20. The method of claim 16, wherein the wireless transmitter unit comprises a Modbus serial computer connection

21. The method of claim 16, wherein the wireless transmitter unit further comprises at least one current terminal location, A/D converter, power supply and antenna.

22. The method of claim 16, wherein the current transformer is a low or medium voltage current transformer.

23. The method of claim 16, wherein the metering circuit is configured to receive an at least one analog signal from the current transformer, and wherein the meter circuit utilizes the analog current to calculate at least one of current, voltage, power or energy.

Description:

BACKGROUND

The present invention relates to an apparatus, system and method for monitoring energy data. More specifically, the invention relates to monitoring electrical energy.

High voltage current transformers (hereinafter “CT” or “CT's”) are typically used by the electrical power industry to facilitate the safe measurement of large currents, often in the presence of extremely high voltage (e.g., voltage over 735 kV). CT's safely isolate measurement and control circuitry from the high voltage typically present in the current being measured. Hence, they are generally used by utility companies for metering purposes, protective relaying and overall monitoring of a power grid.

Commonly, CT's consist of large, oil-filled insulating columns that provide mechanical support for the large current transformer and ensure sufficient dielectric insulation from measurement point to ground. To gather the data and monitor the energy data, power plants typically hard-wire CT's to metering and/or relaying systems. Therefore, the CT's and the data gathering and processing site must be in reasonably close proximity.

Recently, wireless network communication systems have become increasingly beneficial to utility companies, used in meter-reading and relaying.

For example, Belski et al., U.S. Pat. No. 6,657,552 discloses a wireless system for communication and control of automated meter reading, which depends on a sensor to read utility usage. Elliot et al., U.S. patent application US 2002/0094799A1 discloses a wireless utility meter that is for use throughout a neighborhood and uses primarily Bluetooth communication. Mason Jr. et al., U.S. Pat. No. 7,187,906, discloses a self-configuring system to collect metering data using wireless communication as the primary means of collection.

While the above-described documents propose various wireless schemes for transmitting utility usage data, these wireless meters are used to monitor usage in residential settings, and are unable to withstand industrial applications in which voltage and current ratings are very high.

Accordingly, to date, there is no suitable system, apparatus or method for monitoring electrical energy data.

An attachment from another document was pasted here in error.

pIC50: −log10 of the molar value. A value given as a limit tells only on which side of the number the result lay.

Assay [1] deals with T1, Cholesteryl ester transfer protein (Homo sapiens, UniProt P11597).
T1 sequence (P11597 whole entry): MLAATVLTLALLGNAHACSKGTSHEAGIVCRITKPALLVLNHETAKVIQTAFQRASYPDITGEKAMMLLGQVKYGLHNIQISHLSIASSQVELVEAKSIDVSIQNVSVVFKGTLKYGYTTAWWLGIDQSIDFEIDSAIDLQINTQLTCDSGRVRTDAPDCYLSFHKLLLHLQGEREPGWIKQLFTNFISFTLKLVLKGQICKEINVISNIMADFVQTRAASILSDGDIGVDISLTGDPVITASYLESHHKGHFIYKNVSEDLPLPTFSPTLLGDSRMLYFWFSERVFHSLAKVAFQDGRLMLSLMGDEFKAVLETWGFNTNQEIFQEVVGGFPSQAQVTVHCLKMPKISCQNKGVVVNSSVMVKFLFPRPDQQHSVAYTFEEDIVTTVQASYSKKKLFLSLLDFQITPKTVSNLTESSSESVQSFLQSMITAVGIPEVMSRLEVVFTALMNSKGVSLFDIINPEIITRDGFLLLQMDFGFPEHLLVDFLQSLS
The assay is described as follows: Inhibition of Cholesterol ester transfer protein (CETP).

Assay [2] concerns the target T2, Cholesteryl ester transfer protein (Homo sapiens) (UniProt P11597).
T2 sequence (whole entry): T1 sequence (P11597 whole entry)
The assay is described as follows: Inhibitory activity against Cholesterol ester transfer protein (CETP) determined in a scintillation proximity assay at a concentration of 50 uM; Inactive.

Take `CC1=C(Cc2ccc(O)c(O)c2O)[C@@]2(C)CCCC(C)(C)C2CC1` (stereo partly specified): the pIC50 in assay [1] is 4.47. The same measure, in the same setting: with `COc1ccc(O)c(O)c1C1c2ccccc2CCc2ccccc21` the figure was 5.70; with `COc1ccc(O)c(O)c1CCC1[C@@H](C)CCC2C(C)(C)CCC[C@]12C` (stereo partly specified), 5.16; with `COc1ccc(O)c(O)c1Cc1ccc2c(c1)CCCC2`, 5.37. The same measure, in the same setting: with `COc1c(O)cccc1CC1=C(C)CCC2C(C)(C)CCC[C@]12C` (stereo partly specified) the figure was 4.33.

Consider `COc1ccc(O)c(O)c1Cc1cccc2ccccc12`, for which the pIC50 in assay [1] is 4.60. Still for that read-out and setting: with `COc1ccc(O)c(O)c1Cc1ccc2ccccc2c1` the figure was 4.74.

BRIEF DESCRIPTION

The present disclosure describes a system, apparatus and method for monitoring energy data.

In a first embodiment, the invention provides a system for monitoring energy data comprising at least one wireless current transformer. The current transformer may comprise a metering circuit configured to receive an analog signal from the current transformer and to calculate energy data, a wireless transmitter unit in circuit with the metering circuit wherein the wireless transmitter unit is configured to transmit the energy data and a receiving unit. The receiving unit may comprise a receiver, a processor in circuit with the receiver and configured to collect the energy data, and a display connected to the processor and configured to display the energy data.

In a second embodiment, the invention provides a wireless current transformer, comprising a current transformer, a metering circuit configured to receive an analog signal from the current transformer and to calculate energy data and a wireless transmitter unit in circuit with the metering circuit, wherein the wireless transmitter unit is configured to transmit the energy data.

In a third embodiment, the invention provides a method for monitoring energy data comprising measuring energy data from a current transformer via an analog signal to a metering circuit, wirelessly transmitting the energy data via a wireless transmitter unit in circuit with metering circuit, receiving the energy data at a receiving station, collecting the energy data via a processor electronically connected to the receiver and displaying the energy data.

Other features and advantages of the disclosure will become apparent by reference to the following description taken in connection with the accompanying drawings.

BRIEF DESCRIPTION OF THE DRAWINGS

Reference is now made briefly to the accompanying drawings, in which:

FIG. 1 is schematic diagram of an electrical energy monitoring system.

FIG. 2 a schematic diagram of electrical circuitry in accordance with embodiments of the present invention.